Movie There’s something to be said for giving even tiny tykes a good, old fashioned fright all in the name of good clean fun. But Disney’s “Maleficent” still feels like a sour miscalculation on somebody’s part.
A dark, gloomy and quite violent riff on the “Sleeping Beauty” fairytale, this time seen through the eyes of the evil fairy who put this Beauty under a curse, it’s a lovely-looking thing with most of the joy left out.
In short, it’s the sort of movie we often get when somebody decides to promote a filmmaker from the visual effects ranks into the director’s chair. The 3D wonderland created here has the texture and tone of time-worn three strip Technicolor films from Hollywood’s Golden Age — think “The Wizard of Oz” or “Gone With the Wind.” But effects guru turned director Robert Stromberg rarely breathes life into the dazzling visuals he conjures up.
Angelina Jolie and her prosthetically augmented cheekbones have the title role, a fairy who grew up in The Moors amongst assorted pixies, trolls and sprites, only to have her heart broken by the human boy who, to win the right to claim the throne, avenges a malevolent king who has battled Maleficent by whacking off her fairy wings.
The gruesome surgery takes place off-camera, for the most part.
That gives the fairy queen a grudge like no other. So when young Stefan (Sharlto Copley of “District 9”) becomes king, marries and his queen has a daughter, Maleficent storms her ex’s baby’s christening. And she lays on a curse. Young Princess Aurora will, when she turns 16, have an accident and “fall into a sleep like death.”
Aurora will some day doze off and require a — wait for it — “True love’s kiss” — something the cynically wingless Maleficent doubts will ever happen.
The Disney spin on the story is that Aurora, played by assorted adorable babies and toddlers, is sent to be raised by three incompetent pixies (Imelda Staunton, Juno Temple, Lesley Manville) to keep her from harm. Maleficent looks over her, gets mistaken by the child (Elle Fanning plays her as she reaches her teens) for her “fairy godmother” and develops feelings for the rugrat, whom she nicknames “Beastie.”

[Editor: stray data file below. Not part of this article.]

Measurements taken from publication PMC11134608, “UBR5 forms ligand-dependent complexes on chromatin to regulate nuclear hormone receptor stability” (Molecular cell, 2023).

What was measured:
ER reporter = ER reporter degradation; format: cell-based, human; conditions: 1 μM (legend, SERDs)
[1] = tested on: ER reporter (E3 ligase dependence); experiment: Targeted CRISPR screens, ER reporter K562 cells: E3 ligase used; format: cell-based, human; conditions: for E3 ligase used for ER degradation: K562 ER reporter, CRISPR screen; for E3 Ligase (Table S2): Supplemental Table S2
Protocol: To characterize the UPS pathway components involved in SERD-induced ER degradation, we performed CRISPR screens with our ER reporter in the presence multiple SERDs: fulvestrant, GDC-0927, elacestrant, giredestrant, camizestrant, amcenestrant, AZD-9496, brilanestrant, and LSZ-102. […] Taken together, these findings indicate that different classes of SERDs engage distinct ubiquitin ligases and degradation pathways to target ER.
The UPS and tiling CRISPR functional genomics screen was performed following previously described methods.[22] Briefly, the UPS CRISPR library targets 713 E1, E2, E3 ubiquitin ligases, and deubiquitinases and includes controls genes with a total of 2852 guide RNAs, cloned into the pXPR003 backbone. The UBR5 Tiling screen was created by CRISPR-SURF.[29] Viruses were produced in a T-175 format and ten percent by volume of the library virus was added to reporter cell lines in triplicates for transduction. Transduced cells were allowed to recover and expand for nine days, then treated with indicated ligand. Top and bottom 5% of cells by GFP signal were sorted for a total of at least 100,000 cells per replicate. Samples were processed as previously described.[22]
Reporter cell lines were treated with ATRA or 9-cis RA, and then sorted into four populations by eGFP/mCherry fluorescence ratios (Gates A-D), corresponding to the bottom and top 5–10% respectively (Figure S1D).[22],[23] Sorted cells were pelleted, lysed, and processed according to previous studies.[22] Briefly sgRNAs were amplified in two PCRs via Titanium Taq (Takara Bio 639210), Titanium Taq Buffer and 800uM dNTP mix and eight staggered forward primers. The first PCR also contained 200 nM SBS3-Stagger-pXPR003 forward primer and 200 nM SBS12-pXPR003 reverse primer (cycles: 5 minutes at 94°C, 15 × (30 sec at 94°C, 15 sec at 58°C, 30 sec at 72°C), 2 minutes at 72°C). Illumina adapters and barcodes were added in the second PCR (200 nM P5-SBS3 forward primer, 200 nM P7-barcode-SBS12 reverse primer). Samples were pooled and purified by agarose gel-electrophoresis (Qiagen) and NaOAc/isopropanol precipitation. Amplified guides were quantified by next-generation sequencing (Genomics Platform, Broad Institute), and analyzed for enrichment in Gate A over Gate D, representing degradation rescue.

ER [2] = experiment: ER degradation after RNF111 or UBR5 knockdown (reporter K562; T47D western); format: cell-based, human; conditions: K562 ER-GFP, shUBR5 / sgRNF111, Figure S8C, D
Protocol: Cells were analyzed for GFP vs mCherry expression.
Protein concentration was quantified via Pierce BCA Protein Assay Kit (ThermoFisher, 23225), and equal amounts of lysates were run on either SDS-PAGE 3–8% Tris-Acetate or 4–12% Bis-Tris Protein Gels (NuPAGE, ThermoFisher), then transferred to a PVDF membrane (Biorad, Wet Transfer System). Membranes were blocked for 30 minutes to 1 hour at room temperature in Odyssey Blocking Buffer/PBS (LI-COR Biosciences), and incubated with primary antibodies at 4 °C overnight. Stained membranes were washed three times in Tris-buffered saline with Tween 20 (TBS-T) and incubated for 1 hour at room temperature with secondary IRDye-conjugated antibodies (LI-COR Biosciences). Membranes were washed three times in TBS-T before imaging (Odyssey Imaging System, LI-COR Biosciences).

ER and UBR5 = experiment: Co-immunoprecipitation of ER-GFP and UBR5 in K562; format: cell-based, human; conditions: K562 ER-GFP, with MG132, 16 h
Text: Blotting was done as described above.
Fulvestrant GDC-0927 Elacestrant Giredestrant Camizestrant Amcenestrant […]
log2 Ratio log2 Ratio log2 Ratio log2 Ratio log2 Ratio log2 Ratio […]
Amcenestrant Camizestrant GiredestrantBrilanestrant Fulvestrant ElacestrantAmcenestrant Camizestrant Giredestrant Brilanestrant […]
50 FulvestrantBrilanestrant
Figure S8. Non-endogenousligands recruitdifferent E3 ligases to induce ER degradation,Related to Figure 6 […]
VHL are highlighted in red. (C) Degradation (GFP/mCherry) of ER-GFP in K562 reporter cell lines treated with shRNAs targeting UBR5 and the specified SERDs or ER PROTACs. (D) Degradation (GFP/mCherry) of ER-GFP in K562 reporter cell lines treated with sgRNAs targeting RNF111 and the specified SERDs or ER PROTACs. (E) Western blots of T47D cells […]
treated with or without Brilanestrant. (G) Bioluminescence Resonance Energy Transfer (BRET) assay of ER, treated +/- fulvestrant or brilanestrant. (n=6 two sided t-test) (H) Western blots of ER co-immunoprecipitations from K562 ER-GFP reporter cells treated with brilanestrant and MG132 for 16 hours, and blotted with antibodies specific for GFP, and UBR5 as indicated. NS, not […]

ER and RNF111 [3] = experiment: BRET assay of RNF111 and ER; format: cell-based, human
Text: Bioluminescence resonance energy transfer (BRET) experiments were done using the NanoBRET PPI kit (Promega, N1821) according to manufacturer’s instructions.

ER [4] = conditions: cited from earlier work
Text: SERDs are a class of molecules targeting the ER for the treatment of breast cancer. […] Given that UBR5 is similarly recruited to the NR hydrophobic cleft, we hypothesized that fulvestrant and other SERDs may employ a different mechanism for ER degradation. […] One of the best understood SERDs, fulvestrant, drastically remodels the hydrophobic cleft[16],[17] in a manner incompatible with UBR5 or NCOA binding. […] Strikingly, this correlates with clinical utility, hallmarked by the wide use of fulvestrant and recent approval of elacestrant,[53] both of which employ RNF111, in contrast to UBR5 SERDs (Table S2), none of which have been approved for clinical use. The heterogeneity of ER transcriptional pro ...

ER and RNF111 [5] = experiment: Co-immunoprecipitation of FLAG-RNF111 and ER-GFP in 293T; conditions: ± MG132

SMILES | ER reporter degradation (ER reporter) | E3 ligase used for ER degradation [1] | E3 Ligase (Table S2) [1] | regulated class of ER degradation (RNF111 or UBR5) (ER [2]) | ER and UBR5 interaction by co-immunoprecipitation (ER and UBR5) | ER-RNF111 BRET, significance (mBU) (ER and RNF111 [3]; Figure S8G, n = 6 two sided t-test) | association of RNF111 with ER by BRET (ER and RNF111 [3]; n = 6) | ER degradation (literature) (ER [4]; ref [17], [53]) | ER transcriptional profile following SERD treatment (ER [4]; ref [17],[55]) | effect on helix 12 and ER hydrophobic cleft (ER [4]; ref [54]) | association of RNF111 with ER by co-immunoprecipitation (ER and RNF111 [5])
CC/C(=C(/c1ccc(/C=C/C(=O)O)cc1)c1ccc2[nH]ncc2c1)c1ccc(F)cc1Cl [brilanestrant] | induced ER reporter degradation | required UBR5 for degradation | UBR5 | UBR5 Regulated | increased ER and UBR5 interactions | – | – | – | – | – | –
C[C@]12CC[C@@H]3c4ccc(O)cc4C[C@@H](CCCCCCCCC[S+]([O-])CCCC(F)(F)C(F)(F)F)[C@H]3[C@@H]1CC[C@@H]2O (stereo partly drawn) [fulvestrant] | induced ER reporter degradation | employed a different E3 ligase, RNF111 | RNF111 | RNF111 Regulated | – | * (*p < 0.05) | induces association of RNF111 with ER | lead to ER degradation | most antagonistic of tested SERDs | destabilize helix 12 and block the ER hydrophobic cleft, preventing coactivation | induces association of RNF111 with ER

That situation is ripe for comedy, which this Linda Woolverton (“Alice in Wonderland”) script rarely delivers. Jolie can handle a withering put down and a convincing Mistress of Mayhem, but rarely gets the chance to do either.
“I like you begging,” she hisses. “Do it AGAIN.”
The pixies have their moments. Which are few. And the humorless humans have none.
Stromberg instead treats us to pretty little mudfights amongst Aurora and the froglike trolls of the swamp and big set-piece brawls between human soldiers and a forest turned into tree demons battling to save the magic.
Impressive. And violent. Just not a lot of fun.
Rating: PG for sequences of fantasy action and violence, including frightening images
Cast: Angelina Jolie, Elle Fanning, Sharlto Copley, Imelda Staunton, Juno Temple
Credits: Directed Robert Stromberg, script by Linda Woolverton, based on the Grimm fairytale and Disney film “Sleeping Beauty.” A Walt Disney release.